Indianapolis Colts quarterback Andrew Luck (12) tries to elude Jacksonville Jaguars defensive end Yannick Ngakoue (91) on a scramble during early second quarter action. The Jacksonville Jaguars hosted the Indianapolis Colts at TIAA Bank Field in Jacksonville, Florida Sunday, December 2, 2018. The Jaguars went into the half with a 3 to 0 lead. Bob Self/ TNS
Pierce: Andrew Luck is anything but ‘soft’
Drew Pierce is a junior journalism news major and is a columnist for The Daily News. His views do not necessarily agree with those of the newspaper. Write to Drew at email@example.com.
On Saturday afternoon, former Indianapolis Colts quarterback Andrew Luck held a press conference and gave some news that would shock the Indiana sports community and the internet at large.
The reason for Luck stepping down and leaving millions of dollars on the table comes down to preserving his long-term health. If thinking about your own health and safety is soft, then should an athlete exhaust his or her body until there's no sanity left? Luck left on his own terms because it is his life at play.
“For the last four years or so, I have been in this cycle of injury pain, rehab, injury pain, rehab,” Luck said in the press conference. “The only way I see out [of the cycle] is to no longer play football. It has taken my joy of this game away.”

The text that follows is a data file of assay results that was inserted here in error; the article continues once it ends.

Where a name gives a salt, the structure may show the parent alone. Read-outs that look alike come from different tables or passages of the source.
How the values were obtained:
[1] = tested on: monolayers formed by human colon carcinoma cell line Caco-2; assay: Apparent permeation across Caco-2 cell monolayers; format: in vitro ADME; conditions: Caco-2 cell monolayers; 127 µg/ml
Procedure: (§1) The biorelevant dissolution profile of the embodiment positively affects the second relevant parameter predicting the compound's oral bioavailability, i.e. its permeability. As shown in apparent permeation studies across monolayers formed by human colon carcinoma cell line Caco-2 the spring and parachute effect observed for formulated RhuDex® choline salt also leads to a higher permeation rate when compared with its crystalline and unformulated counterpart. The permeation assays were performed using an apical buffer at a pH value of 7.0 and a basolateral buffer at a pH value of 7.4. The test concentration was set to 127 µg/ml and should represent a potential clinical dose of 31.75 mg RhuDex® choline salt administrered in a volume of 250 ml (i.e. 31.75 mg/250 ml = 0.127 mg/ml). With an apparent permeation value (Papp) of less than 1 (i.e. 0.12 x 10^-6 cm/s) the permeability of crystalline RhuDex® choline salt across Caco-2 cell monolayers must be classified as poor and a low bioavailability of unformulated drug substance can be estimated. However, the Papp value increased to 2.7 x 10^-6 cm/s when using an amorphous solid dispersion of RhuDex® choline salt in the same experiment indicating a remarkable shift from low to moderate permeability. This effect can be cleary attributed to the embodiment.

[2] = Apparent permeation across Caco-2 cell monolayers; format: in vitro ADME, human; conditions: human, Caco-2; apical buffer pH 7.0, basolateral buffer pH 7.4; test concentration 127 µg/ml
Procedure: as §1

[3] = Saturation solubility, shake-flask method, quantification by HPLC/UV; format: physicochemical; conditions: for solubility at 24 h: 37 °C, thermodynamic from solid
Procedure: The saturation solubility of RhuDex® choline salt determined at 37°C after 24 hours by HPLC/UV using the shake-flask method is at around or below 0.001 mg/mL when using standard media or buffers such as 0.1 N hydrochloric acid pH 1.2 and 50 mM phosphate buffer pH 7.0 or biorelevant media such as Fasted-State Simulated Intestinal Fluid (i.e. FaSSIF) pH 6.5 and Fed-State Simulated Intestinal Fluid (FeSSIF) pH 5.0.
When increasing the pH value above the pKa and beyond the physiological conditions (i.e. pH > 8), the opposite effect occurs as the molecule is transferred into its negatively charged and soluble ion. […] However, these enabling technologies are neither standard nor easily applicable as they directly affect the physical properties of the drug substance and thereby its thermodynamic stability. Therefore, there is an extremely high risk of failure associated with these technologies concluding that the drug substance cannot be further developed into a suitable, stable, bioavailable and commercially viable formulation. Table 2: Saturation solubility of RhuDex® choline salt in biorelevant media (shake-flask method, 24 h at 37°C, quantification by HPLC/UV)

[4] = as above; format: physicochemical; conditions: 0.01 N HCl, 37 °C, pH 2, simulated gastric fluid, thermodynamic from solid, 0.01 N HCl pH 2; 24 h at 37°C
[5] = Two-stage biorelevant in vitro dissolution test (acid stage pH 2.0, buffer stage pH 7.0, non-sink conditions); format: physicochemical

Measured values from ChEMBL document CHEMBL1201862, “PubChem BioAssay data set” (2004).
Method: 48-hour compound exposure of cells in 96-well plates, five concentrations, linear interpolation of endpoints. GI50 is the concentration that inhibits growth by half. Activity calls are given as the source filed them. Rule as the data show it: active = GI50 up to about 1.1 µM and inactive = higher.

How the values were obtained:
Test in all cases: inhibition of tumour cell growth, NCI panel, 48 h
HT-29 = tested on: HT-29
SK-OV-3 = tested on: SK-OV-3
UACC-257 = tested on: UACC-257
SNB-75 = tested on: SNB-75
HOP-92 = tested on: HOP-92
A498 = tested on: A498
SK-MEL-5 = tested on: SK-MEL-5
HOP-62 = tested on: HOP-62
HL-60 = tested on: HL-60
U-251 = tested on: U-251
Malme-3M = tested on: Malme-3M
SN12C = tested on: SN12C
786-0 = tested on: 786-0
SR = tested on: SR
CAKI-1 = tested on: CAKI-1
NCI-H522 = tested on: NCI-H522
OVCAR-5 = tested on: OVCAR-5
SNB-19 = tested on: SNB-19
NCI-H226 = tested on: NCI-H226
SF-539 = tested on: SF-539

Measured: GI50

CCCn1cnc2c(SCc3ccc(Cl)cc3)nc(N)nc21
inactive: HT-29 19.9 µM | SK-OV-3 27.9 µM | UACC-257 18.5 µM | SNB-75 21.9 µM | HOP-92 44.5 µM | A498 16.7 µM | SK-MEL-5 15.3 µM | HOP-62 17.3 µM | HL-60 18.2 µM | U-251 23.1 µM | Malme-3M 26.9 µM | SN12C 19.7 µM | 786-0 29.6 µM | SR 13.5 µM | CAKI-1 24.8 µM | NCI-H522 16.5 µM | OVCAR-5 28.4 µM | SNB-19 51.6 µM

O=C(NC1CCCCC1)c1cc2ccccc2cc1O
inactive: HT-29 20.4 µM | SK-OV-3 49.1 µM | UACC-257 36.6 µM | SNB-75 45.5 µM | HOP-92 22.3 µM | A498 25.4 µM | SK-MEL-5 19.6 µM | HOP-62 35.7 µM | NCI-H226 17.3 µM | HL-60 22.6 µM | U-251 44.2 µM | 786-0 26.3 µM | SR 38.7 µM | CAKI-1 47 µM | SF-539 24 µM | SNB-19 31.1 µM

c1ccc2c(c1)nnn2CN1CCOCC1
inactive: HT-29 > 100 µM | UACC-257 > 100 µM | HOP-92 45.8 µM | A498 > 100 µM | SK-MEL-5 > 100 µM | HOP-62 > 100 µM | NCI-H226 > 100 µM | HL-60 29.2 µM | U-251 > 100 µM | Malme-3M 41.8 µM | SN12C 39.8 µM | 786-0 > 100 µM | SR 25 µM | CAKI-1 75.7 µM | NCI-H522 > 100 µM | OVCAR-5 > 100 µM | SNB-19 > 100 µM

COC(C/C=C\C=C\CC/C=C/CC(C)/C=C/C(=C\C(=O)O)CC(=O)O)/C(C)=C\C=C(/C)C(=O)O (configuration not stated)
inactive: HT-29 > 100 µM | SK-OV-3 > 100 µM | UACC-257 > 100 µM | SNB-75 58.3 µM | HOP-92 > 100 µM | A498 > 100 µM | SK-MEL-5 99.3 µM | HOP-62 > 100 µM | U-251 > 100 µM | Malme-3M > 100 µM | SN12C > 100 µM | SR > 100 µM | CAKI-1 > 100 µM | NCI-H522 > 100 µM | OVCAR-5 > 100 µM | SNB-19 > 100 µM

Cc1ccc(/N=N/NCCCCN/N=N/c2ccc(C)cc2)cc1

Following the sudden announcement, fans and commentators came out of the woodwork to criticize Luck’s decision. It seemed easy for a person sitting on the couch at home to call Luck “soft” or “weak.”
Fox Sports Radio host Doug Gottlieb had the audacity to say on Twitter that “Retiring cause rehabbing is ‘too hard’ is the most millennial thing ever.”
This tweet implies Luck is soft because he is a part of the Millennial generation. Because he is not completely ruining his body to play in the league longer, Luck is a weak person. Give me a break.
The NFL culture is changing whether you like it or not. It seems every year we are seeing the long-term effects of playing professional football for years. Suicide, CTE, memory loss and more are plaguing retired NFL athletes. Luck said enough is enough before it gets out of control.
Luck’s long list of injuries includes a concussion, partially torn abdomen, torn labrum in his throwing shoulder, lacerated kidney and various leg injuries that have popped up throughout his career.
This is not a decision Luck wanted to make. To think he wanted this to happen is disingenuous.
“It is very difficult,” Luck said in the press conference. “I love this team. I love my teammates. Because of how I feel, I know that I am unable to pour my heart and soul into this position.”
Luck’s wife, Nicole Pechanec, is pregnant with the couple’s first child. He is stepping down knowing that he really wants to be present for himself and his family for as long as he can.
Real Luck fans do not boo him as he walks out of Lucas Oil Stadium after making the hardest decision of his life. Real fans look past the game and see that a man in shambles getting help is more important than playing a game.
There was no more fun. The passion was gone. The money remained, but at what cost? Luck’s livelihood is more important than paychecks. Andrew Luck, I applaud you.